Scott CALDWELL, Plaintiff and Appellant, v. METHODIST HOSPITAL OF SOUTHERN CALIFORNIA, Defendant and Respondent.
Plaintiff contends that the court abused its discretion when it denied his motion to set aside an order of dismissal. We affirm.
FACTUAL AND PROCEDURAL SYNOPSIS
On September 28, 1990, appellant filed a complaint for wrongful discharge in violation of public policy and related causes of action. After a series of demurrers and motions to strike, ultimately, the third amended complaint became the operative pleading.
On August 28, 1992, after ruling on respondent's motion for summary adjudication of issues and finding that there were no triable issues of fact as to the causes of action for discharge in violation of public policy and for violation of various Labor Code sections, the court announced the next court date. Both attorneys believed the date to be October 19, 1992; in fact, the date was October 9, 1992.
Appellant filed a motion for new trial on the basis that the court misapplied the standard for termination in violation of public policy. The motion was calendared for October 2, and then continued on the court's own motion to October 16.
On October 9, there being no appearance by either party, the court ordered the case be dismissed pursuant to Code of Civil Procedure section 1 583.410, subdivision (a). A copy of the minute order of dismissal was mailed to appellant's counsel. On October 16, the court took the motion for new trial off calendar as moot.
On January 13, 1993, pursuant to section 473, appellant filed a motion to set aside the order of dismissal on the basis of excusable neglect in that both attorneys believed that the next court date had been scheduled for October 19, not October 9. Appellant also requested that his motion for new trial be restored. The court denied the motion.
Appellant filed a timely notice of appeal.
“It is settled that the law favors a trial on the merits and therefore liberally construes section 473. Doubts in applying section 473 are resolved in favor of the party seeking relief from default and if that party has moved promptly for default relief only slight evidence will justify an order granting such relief.” (Citations omitted.) (Iott v. Franklin (1988) 206 Cal.App.3d 521, 526, 253 Cal.Rptr. 635.)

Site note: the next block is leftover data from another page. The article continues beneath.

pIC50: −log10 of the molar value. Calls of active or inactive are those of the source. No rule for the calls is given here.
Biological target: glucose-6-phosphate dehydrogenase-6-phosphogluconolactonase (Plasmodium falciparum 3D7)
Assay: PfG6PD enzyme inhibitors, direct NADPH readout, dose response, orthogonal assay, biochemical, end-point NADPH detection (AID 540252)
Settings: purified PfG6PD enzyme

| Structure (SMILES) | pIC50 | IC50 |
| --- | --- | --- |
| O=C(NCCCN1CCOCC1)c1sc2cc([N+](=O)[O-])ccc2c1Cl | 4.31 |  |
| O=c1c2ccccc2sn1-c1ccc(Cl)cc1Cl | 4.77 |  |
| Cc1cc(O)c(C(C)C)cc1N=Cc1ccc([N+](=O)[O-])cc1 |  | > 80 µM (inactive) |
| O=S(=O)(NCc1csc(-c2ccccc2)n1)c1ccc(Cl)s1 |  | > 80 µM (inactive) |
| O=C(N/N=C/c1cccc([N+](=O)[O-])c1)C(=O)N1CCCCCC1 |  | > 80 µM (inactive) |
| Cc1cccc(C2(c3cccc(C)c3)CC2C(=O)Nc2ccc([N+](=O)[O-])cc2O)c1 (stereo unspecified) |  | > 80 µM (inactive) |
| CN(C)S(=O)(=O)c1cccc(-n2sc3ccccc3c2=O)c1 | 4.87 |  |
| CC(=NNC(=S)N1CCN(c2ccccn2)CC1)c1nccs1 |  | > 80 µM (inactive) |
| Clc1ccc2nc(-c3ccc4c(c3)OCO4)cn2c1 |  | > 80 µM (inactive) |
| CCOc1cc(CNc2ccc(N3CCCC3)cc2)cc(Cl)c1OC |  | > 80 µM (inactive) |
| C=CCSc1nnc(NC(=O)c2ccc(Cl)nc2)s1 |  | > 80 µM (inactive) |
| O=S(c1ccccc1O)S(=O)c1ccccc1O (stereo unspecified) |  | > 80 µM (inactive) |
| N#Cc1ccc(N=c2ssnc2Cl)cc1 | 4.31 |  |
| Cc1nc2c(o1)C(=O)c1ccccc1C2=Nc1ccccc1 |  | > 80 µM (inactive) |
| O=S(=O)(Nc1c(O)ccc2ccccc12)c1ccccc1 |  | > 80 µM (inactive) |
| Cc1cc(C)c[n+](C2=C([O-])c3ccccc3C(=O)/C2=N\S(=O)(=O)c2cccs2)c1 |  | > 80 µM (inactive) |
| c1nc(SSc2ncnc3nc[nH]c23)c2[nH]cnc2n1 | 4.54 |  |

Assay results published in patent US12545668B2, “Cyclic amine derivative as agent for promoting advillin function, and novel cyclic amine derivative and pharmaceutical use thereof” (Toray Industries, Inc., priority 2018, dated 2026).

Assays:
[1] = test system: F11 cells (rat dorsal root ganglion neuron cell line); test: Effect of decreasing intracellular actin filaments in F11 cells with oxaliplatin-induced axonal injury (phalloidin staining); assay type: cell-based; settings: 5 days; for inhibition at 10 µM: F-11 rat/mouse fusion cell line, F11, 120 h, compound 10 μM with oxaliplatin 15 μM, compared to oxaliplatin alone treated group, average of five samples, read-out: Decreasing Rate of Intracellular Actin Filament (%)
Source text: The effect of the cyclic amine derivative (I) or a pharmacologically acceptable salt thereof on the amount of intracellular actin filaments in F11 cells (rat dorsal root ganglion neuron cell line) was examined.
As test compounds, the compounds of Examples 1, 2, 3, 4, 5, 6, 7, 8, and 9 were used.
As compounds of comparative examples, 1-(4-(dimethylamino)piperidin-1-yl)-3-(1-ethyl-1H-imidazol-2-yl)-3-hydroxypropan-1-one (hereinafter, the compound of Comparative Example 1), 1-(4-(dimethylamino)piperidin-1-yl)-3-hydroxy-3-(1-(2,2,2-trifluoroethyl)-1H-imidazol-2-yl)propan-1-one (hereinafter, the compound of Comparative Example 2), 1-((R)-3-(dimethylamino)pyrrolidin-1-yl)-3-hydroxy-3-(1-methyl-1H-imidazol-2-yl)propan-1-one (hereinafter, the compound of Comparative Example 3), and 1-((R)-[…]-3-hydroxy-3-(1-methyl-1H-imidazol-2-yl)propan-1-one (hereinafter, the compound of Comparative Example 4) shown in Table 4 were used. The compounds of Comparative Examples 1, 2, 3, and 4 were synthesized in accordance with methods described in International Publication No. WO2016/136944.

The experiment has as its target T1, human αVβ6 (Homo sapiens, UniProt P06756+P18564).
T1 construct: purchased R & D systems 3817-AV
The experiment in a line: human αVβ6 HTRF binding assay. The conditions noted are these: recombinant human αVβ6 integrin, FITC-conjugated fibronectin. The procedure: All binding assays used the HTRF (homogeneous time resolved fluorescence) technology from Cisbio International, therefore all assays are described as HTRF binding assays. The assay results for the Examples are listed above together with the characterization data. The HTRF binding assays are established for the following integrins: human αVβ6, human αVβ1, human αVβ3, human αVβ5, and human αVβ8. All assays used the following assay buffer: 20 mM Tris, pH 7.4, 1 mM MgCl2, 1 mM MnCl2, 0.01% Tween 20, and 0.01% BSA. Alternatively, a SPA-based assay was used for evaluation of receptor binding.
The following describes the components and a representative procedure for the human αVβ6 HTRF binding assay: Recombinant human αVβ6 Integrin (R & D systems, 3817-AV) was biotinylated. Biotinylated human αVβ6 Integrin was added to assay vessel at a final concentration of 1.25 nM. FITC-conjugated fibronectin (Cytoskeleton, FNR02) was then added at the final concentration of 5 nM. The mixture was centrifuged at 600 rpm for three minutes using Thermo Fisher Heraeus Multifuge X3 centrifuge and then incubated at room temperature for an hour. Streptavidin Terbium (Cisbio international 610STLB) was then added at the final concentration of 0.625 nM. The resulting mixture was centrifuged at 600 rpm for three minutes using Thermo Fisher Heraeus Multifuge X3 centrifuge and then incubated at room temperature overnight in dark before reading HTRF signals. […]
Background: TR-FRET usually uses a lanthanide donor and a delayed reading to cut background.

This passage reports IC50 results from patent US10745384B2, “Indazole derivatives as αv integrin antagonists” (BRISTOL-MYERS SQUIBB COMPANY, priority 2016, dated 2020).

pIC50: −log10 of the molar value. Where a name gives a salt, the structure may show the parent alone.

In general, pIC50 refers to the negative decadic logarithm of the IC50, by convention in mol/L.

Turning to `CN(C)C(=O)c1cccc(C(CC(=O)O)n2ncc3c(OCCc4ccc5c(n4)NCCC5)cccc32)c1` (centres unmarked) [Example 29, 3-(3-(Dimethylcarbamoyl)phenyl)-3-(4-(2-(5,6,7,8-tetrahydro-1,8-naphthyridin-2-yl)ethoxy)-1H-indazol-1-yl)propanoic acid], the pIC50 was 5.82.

We discern that the issue presented by this appeal is not the sufficiency of the excuse offered by appellant in his motion to set aside but whether the motion was filed in a timely manner. Appellant admits that he received the copy of the minute order of dismissal, which was apparently mailed on October 9, 1992. Appellant did not file the motion to set aside until January 13, 1993, just over three months later.
Regarding the six month time limit in section 473, one court observed: “ ‘ “The six months' limitation there provided is simply a limitation upon the power of the court to grant any relief, regardless of any question either as to the merits of the application, or as to whether or not the application was made within what might be held to be a reasonable time under the circumstances. Under this statute, in addition to being made within the six months' period, the application must be made within a ‘reasonable time’ and what is a reasonable time in any case depends upon the circumstances of that particular case.” While in “the determination of that question, a large discretion is necessarily confided to [the trial] court” ․ there must be some showing—some evidence—as the basis for the exercise of such discretion.' ” (Carrasco v. Craft (1985) 164 Cal.App.3d 796, 805, 210 Cal.Rptr. 599.)
Appellant moved to set aside the order of dismissal on the basis of the mutual mistake regarding the date of the next court hearing. In respondent's opposition to the motion, it raised the issue of appellant's lack of diligence in seeking relief as appellant's counsel was informed of the error in October 1992, but did not move for relief until January 1993. In reply, appellant simply argued that under the attorney error provision of section 473, relief was mandatory if made within six months.
In Billings v. Health Plan of America (1990) 225 Cal.App.3d 250, 258, 275 Cal.Rptr. 80, the court determined that the 1988 amendment to section 473, which added the provision for mandatory relief for attorney error, did not alter the diligence requirement. The court further noted that delays of three months or more routinely result in denial of relief where there is no explanation for the delay. (Id., at p. 258, fn. 5, 275 Cal.Rptr. 80.)